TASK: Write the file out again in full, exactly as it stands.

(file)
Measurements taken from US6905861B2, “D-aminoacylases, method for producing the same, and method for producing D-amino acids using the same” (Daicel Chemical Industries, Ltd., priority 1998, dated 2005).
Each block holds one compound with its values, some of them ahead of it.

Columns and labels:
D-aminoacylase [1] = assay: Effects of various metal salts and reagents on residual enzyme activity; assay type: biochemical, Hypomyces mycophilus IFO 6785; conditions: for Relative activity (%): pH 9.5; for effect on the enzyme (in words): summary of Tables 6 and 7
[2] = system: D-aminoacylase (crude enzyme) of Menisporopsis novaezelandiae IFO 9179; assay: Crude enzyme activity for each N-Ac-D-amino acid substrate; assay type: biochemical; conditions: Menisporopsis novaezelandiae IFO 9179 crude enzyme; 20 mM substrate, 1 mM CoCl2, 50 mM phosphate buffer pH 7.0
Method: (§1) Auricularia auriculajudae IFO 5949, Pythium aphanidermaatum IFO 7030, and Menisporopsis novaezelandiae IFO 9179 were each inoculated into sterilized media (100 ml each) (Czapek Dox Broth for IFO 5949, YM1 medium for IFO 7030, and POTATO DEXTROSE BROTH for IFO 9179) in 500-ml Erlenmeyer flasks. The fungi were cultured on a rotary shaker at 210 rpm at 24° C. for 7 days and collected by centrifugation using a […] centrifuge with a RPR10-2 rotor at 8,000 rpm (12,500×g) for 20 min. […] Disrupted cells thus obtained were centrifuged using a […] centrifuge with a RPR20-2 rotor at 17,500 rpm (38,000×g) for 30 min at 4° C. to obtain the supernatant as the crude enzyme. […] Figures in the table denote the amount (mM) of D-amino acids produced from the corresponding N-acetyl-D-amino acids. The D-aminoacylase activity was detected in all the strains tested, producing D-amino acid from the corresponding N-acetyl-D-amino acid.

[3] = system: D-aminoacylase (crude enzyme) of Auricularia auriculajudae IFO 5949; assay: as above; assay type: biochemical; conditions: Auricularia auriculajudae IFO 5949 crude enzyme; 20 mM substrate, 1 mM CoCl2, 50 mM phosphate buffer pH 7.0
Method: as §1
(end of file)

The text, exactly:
Measurements taken from US6905861B2, “D-aminoacylases, method for producing the same, and method for producing D-amino acids using the same” (Daicel Chemical Industries, Ltd., priority 1998, dated 2005).
Each block holds one compound with its values, some of them ahead of it.

Columns and labels:
D-aminoacylase [1] = assay: Effects of various metal salts and reagents on residual enzyme activity; assay type: biochemical, Hypomyces mycophilus IFO 6785; conditions: for Relative activity (%): pH 9.5; for effect on the enzyme (in words): summary of Tables 6 and 7
[2] = system: D-aminoacylase (crude enzyme) of Menisporopsis novaezelandiae IFO 9179; assay: Crude enzyme activity for each N-Ac-D-amino acid substrate; assay type: biochemical; conditions: Menisporopsis novaezelandiae IFO 9179 crude enzyme; 20 mM substrate, 1 mM CoCl2, 50 mM phosphate buffer pH 7.0
Method: (§1) Auricularia auriculajudae IFO 5949, Pythium aphanidermaatum IFO 7030, and Menisporopsis novaezelandiae IFO 9179 were each inoculated into sterilized media (100 ml each) (Czapek Dox Broth for IFO 5949, YM1 medium for IFO 7030, and POTATO DEXTROSE BROTH for IFO 9179) in 500-ml Erlenmeyer flasks. The fungi were cultured on a rotary shaker at 210 rpm at 24° C. for 7 days and collected by centrifugation using a […] centrifuge with a RPR10-2 rotor at 8,000 rpm (12,500×g) for 20 min. […] Disrupted cells thus obtained were centrifuged using a […] centrifuge with a RPR20-2 rotor at 17,500 rpm (38,000×g) for 30 min at 4° C. to obtain the supernatant as the crude enzyme. […] Figures in the table denote the amount (mM) of D-amino acids produced from the corresponding N-acetyl-D-amino acids. The D-aminoacylase activity was detected in all the strains tested, producing D-amino acid from the corresponding N-acetyl-D-amino acid.

[3] = system: D-aminoacylase (crude enzyme) of Auricularia auriculajudae IFO 5949; assay: as above; assay type: biochemical; conditions: Auricularia auriculajudae IFO 5949 crude enzyme; 20 mM substrate, 1 mM CoCl2, 50 mM phosphate buffer pH 7.0
Method: as §1